Here is an article that gives a pretty good overview of the many many flavors of Mennonite.Yes, there are many different "flavours" of Mennonite. In our region of Ontario there are at least three or four...and likely more. There are Amish (who allow modern farming practices on their land by "English" renters of the land), who do have cell phones, but maybe out of sight of the bishop; Old Order who will not have any modern machinery on their land at all; Markham Mennonite who have some modern conveniences, including tractors and vehicles; Conservative Mennonites who are slightly more modern (coloured vehicles, slightly different clothing) Then there are those who we call "horse & buggy" Mennonites who have modern conveniences, but still drive horse and buggy; some Mennonites whose ladies wear black strings on their head coverings; some with white strings; some who just have the strins in a loop at the back of the neck instead of under the chin;some who have no strings on their head coverings; some Mennonite men wear ties, but drive horse & buggy; and then you have Mennonites who you cannot distinguish from anyone else in our world-"Modern" Mennonites.
Yepp, legalism & works are rampant in this denomination.
Sorry to resurrect an old threadHere is an article that gives a pretty good overview of the many many flavors of Mennonite.
I am 100% purebred Mennonite Brethren by birth; both my parents' families came over from the Russian Mennonite colonies in the late 1800s. I went to Fresno Pacific University many years ago, a Mennonite Brethren college. I don't go to a Mennonite church, nor would I if there was one around.
When we were first married, for a short time we went to a Mennonite church in SoCal: old Mennonite (not Old Order Mennonite)--modern but some ladies wore head coverings. They shared a building with a General Conference Mennonite congregation. They couldn't join churches because one used musical instruments with the singing and the other sang a cappella. (I believe these are the two denominations which have since combined to become the Mennonite Church USA.) They were not much on the Bible--we asked permission to start a Sunday School class, which my husband taught, which was purely a Bible study, for the small group of misfits like us that were into the Bible. A couple years later we moved and that was the end of that.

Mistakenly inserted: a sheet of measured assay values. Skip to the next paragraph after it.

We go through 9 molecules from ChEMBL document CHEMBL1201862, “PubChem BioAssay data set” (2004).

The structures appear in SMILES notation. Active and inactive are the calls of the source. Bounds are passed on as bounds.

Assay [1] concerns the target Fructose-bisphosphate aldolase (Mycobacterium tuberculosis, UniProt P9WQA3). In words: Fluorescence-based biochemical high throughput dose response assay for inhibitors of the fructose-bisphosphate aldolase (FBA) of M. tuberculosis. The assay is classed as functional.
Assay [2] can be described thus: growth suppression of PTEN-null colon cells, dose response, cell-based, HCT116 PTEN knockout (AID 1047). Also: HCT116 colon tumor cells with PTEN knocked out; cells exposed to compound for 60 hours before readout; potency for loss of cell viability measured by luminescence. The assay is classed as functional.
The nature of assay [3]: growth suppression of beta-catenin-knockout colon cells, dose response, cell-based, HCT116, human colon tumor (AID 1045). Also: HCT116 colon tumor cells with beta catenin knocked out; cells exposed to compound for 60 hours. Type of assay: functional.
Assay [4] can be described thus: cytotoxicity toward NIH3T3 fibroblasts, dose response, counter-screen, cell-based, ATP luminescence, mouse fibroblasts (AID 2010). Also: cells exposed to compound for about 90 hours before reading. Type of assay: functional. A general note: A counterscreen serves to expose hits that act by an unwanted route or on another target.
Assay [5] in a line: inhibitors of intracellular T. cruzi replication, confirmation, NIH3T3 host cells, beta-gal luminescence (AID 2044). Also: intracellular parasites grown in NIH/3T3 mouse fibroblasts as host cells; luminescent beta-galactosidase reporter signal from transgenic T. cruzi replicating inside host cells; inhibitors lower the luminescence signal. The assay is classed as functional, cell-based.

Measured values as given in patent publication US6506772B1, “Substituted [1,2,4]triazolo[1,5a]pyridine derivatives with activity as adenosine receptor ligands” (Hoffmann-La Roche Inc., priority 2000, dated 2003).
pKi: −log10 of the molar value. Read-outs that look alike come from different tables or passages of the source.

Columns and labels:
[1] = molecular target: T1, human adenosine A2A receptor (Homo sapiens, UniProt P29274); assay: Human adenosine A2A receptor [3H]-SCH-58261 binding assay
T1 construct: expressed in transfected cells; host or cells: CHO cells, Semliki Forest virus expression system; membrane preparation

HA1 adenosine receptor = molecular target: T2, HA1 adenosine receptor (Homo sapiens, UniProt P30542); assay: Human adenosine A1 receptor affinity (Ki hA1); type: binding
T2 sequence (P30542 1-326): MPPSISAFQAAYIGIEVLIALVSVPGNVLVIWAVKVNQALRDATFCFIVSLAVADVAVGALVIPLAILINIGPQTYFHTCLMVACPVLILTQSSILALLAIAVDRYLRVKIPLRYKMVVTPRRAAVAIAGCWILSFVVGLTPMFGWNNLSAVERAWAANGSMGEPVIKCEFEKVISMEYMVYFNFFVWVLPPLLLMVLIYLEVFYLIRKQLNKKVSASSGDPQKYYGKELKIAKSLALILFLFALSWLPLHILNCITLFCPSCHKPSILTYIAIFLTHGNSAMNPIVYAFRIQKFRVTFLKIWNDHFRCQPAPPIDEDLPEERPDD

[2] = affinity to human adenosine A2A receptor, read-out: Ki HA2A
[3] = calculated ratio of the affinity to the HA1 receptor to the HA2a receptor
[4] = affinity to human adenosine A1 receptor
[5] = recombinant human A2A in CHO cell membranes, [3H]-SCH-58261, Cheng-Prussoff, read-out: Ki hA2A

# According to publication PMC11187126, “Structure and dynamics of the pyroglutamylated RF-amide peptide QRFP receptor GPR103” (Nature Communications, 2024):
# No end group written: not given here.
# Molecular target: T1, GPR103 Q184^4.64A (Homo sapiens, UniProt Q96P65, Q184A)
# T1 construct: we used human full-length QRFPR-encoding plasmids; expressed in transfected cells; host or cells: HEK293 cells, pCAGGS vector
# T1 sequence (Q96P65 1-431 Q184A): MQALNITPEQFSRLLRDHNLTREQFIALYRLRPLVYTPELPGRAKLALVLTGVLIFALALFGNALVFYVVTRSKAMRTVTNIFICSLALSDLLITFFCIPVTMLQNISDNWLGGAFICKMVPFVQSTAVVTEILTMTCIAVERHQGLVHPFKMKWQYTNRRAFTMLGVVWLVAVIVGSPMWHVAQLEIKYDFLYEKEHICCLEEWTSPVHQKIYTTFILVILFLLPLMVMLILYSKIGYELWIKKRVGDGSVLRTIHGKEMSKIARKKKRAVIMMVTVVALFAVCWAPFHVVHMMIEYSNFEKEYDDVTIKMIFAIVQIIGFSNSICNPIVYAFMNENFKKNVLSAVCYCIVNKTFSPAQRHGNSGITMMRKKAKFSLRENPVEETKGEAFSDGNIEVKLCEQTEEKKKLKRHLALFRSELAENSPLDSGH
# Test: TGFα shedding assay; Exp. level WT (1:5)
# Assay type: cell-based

I actually did not grow up going to a Mennonite Brethren church because when my parents got married and moved away, there wasn't one in their town so they found a very solid biblical Conservative Baptist church. I am so blessed to have grown up in that church. Going to an MB college caused me to later distance myself even farther from my MB heritage--they are more about being Mennonites than about the Bible. My parents had hoped I would meet and marry a good MB young man, but thankfully I didn't. The only reason my husband and I went to a Mennonite church briefly when we were first married was because there was a college friend in the town we had moved to who invited us; they were very friendly there, which helped make our short stay in the LA area more tolerable. After that, we always found good Bible churches.